The company is focused on improving the video user-experience, and ad opportunities as the number of viewers grow.

Recently at VidCon, Facebook announced it is going to test various monetization models on Facebook Live over the coming months. The company also announced that it was adding a bunch of new user features, including, masks and effects, and for verified Pages the ability to stream with others in different locations and a way to schedule broadcasts.

At the same time, Facebook-owned Instagram launched a new feature to organize videos by topic in the Explore tab. It also released, “Picked for You” a recommendation feature that suggests videos based on your favorite “topics and interesting,” though the company hasn’t specified how those are determined.

The move for Instagram will help users find videos they like more efficiently and will also allow Instagram to serve more targeted ads to them and provide advertisers with better segmentation. The company said video viewing on the platform had increased 150 percent over the past six months. Another draw for brands and advertisers.

Both releases provide improved user-experience and new advertising capabilities for Facebook, a seeming win-win for users and the company. But in particular, the development of advertising on Facebook Live will be essential to watch.

Facebook has been paying publishers and celebrities to use the live video platform; it recently announced it would spend $50 million on contracts with close to 140 media companies and celebrities to create videos for Facebook Live. The media companies include Buzzfeed, the New York Times, the Huffington Post, Vox Media, Mashable, and CNN and the goal are to create high-quality content that will attract users to the platform.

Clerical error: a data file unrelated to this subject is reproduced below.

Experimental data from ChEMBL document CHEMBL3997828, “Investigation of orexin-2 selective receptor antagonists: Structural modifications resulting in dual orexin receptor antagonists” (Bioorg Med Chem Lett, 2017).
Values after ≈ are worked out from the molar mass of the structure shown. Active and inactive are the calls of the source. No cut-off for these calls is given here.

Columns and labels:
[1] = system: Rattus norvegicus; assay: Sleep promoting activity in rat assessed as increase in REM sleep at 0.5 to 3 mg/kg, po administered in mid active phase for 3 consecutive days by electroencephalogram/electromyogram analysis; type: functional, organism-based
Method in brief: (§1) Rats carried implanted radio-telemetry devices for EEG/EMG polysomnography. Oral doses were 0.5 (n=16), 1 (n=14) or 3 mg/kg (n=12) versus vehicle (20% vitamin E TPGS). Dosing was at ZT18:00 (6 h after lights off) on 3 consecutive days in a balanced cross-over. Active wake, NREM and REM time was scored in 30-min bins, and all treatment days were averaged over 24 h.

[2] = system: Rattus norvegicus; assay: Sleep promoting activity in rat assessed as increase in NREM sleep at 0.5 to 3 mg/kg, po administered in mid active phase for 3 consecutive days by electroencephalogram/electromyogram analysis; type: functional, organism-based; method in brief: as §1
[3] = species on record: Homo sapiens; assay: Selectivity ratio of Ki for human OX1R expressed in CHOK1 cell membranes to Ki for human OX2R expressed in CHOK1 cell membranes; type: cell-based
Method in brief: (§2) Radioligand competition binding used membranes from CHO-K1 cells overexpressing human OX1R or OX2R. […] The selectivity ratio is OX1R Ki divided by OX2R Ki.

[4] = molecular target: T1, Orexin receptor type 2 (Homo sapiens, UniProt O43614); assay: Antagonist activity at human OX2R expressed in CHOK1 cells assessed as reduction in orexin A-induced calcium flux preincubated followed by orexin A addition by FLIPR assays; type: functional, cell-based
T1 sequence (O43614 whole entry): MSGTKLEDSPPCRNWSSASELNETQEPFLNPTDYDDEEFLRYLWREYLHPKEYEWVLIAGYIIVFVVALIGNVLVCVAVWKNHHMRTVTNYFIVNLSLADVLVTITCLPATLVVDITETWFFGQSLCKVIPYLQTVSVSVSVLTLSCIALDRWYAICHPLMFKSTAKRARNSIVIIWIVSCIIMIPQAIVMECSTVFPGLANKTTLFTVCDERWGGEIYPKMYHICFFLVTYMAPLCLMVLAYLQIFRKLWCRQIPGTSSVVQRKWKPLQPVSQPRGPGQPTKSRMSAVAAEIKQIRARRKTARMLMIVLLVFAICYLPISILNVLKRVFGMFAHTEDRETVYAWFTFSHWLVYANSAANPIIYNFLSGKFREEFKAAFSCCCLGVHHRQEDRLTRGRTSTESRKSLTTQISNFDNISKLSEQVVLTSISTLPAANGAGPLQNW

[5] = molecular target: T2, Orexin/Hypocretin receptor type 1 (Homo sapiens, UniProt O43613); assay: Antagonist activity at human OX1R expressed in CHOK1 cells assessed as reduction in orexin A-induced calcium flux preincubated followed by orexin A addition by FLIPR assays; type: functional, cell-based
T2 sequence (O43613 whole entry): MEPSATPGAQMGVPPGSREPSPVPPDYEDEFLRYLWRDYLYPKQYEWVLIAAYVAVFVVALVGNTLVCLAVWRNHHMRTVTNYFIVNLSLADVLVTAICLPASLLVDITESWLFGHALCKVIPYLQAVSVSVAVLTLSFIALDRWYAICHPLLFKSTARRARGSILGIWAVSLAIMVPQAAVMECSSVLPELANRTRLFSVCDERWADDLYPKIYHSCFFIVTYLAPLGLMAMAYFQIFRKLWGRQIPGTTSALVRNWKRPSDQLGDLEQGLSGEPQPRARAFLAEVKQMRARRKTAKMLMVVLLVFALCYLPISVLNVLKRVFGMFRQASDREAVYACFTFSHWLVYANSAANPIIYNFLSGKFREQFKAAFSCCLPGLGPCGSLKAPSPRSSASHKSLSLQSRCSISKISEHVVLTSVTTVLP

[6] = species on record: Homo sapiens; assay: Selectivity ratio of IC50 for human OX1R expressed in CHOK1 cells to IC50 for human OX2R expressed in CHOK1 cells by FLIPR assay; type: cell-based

Now, if Facebook can get live in-streaming ads to work, they can open up a way for all users to benefit from ads and make money that Facebook doesn’t have to pay out of pocket, increasing its appeal to the established YouTube and Snapchat stars with big followings.

The announcement about the Facebook Live features and the testing of advertising came during a public interview at VidCon between reporter Ana Kasparian and Facebook’s Director of Product Fidji Simo.

“What you can expect us to do over the next couple months is an experiment with a lot of different models that are going to be appropriate for certain creators for certain kinds of formats and try to figure out what works, but explore a variety of things,” Simo told Kasparian.

One popular idea seems to be testing video Ad breaks in live streams. Simo also said many live broadcasts go for longer than an hour and in that context, ad breaks could be acceptable to viewers.

The placement of the informal Facebook announcement at VidCon is significant. The event is accessible to video creators, producers, and viewers, the exact group Facebook is hoping to appeal to with the new features and ad offerings. No press release was issued about the new features, and they are still a few months out, but interest is now starting to develop.

The introduction of the Snapchat-like masks and filters are the result of Facebook’s acquisition of imaging technology startup MSQRD earlier this year. It appears to be an attempt to offer users features that will keep them from having to use Snapchat.

The broad set of video offerings from Facebook to Instagram are signs of the company hoping to maintain its relevance and user engagement and make some money on the lucrative advertising opportunities its more than 1.65 billion monthly users represent.

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